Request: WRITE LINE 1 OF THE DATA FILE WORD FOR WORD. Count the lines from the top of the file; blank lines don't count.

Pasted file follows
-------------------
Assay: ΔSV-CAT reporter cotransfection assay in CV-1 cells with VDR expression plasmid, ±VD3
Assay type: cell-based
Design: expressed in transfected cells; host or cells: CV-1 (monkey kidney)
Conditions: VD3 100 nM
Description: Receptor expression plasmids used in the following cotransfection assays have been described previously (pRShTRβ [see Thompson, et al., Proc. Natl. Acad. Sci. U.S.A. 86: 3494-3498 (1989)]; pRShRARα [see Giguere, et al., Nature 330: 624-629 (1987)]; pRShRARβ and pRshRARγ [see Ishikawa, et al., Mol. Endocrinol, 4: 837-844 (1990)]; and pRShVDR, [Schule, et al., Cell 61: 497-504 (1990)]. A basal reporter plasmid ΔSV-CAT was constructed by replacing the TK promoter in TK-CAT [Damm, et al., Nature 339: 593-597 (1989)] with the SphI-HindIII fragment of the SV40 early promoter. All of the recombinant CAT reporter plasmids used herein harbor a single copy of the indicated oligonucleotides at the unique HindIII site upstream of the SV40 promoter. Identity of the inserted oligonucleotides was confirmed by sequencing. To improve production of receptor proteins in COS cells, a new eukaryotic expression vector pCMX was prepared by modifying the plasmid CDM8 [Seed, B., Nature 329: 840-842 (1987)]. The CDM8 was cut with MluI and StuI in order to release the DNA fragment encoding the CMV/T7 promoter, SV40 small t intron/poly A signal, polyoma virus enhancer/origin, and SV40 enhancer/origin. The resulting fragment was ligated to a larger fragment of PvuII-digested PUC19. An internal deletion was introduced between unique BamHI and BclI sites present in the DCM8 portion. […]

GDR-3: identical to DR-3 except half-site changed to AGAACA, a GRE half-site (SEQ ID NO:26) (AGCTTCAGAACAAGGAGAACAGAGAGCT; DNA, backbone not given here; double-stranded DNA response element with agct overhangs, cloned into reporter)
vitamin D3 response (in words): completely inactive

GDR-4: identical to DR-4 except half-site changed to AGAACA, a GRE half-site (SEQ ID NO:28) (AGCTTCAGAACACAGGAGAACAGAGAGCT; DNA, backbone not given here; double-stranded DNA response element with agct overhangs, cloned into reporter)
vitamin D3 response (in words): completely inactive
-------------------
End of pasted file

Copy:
Assay: ΔSV-CAT reporter cotransfection assay in CV-1 cells with VDR expression plasmid, ±VD3